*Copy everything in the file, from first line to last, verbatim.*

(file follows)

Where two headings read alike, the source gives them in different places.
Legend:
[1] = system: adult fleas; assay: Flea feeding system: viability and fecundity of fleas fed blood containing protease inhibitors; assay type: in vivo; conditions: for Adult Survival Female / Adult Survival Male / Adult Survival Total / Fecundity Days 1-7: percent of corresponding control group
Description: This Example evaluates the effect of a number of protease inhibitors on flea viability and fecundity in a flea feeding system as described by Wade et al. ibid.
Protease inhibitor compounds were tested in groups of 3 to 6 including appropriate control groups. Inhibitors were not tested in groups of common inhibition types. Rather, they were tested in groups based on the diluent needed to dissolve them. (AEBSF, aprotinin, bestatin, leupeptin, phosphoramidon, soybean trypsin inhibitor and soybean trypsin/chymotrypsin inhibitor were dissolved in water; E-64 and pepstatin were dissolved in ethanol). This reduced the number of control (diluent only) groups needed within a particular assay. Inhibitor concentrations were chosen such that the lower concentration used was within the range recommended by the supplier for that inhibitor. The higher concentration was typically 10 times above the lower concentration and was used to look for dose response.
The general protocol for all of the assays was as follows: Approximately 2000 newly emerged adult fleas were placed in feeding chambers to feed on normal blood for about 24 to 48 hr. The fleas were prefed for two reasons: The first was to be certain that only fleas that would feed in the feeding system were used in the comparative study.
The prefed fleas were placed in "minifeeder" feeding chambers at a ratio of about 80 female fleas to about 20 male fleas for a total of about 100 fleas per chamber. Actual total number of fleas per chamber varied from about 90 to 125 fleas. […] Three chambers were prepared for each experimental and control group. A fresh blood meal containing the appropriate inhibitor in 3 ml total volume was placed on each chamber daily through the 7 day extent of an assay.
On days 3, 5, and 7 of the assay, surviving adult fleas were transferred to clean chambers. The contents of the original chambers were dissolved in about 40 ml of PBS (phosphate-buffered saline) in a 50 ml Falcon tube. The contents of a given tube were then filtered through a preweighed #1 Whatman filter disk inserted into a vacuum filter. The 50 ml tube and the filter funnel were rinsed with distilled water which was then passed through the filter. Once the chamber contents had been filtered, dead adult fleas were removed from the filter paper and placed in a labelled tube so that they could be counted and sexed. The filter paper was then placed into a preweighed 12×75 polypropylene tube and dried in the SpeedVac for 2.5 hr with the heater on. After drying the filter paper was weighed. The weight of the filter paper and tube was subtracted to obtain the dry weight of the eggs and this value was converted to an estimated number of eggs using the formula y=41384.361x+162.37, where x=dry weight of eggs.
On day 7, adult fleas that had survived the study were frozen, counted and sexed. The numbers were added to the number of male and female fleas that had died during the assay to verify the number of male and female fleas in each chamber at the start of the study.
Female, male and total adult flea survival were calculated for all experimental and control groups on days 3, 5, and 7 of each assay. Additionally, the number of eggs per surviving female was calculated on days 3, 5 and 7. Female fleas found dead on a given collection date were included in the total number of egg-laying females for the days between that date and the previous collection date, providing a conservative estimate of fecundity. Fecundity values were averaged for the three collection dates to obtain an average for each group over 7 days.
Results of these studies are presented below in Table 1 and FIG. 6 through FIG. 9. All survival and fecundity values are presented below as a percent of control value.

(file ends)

Where two headings read alike, the source gives them in different places.
Legend:
[1] = system: adult fleas; assay: Flea feeding system: viability and fecundity of fleas fed blood containing protease inhibitors; assay type: in vivo; conditions: for Adult Survival Female / Adult Survival Male / Adult Survival Total / Fecundity Days 1-7: percent of corresponding control group
Description: This Example evaluates the effect of a number of protease inhibitors on flea viability and fecundity in a flea feeding system as described by Wade et al. ibid.
Protease inhibitor compounds were tested in groups of 3 to 6 including appropriate control groups. Inhibitors were not tested in groups of common inhibition types. Rather, they were tested in groups based on the diluent needed to dissolve them. (AEBSF, aprotinin, bestatin, leupeptin, phosphoramidon, soybean trypsin inhibitor and soybean trypsin/chymotrypsin inhibitor were dissolved in water; E-64 and pepstatin were dissolved in ethanol). This reduced the number of control (diluent only) groups needed within a particular assay. Inhibitor concentrations were chosen such that the lower concentration used was within the range recommended by the supplier for that inhibitor. The higher concentration was typically 10 times above the lower concentration and was used to look for dose response.
The general protocol for all of the assays was as follows: Approximately 2000 newly emerged adult fleas were placed in feeding chambers to feed on normal blood for about 24 to 48 hr. The fleas were prefed for two reasons: The first was to be certain that only fleas that would feed in the feeding system were used in the comparative study.
The prefed fleas were placed in "minifeeder" feeding chambers at a ratio of about 80 female fleas to about 20 male fleas for a total of about 100 fleas per chamber. Actual total number of fleas per chamber varied from about 90 to 125 fleas. […] Three chambers were prepared for each experimental and control group. A fresh blood meal containing the appropriate inhibitor in 3 ml total volume was placed on each chamber daily through the 7 day extent of an assay.
On days 3, 5, and 7 of the assay, surviving adult fleas were transferred to clean chambers. The contents of the original chambers were dissolved in about 40 ml of PBS (phosphate-buffered saline) in a 50 ml Falcon tube. The contents of a given tube were then filtered through a preweighed #1 Whatman filter disk inserted into a vacuum filter. The 50 ml tube and the filter funnel were rinsed with distilled water which was then passed through the filter. Once the chamber contents had been filtered, dead adult fleas were removed from the filter paper and placed in a labelled tube so that they could be counted and sexed. The filter paper was then placed into a preweighed 12×75 polypropylene tube and dried in the SpeedVac for 2.5 hr with the heater on. After drying the filter paper was weighed. The weight of the filter paper and tube was subtracted to obtain the dry weight of the eggs and this value was converted to an estimated number of eggs using the formula y=41384.361x+162.37, where x=dry weight of eggs.
On day 7, adult fleas that had survived the study were frozen, counted and sexed. The numbers were added to the number of male and female fleas that had died during the assay to verify the number of male and female fleas in each chamber at the start of the study.
Female, male and total adult flea survival were calculated for all experimental and control groups on days 3, 5, and 7 of each assay. Additionally, the number of eggs per surviving female was calculated on days 3, 5 and 7. Female fleas found dead on a given collection date were included in the total number of egg-laying females for the days between that date and the previous collection date, providing a conservative estimate of fecundity. Fecundity values were averaged for the three collection dates to obtain an average for each group over 7 days.
Results of these studies are presented below in Table 1 and FIG. 6 through FIG. 9. All survival and fecundity values are presented below as a percent of control value.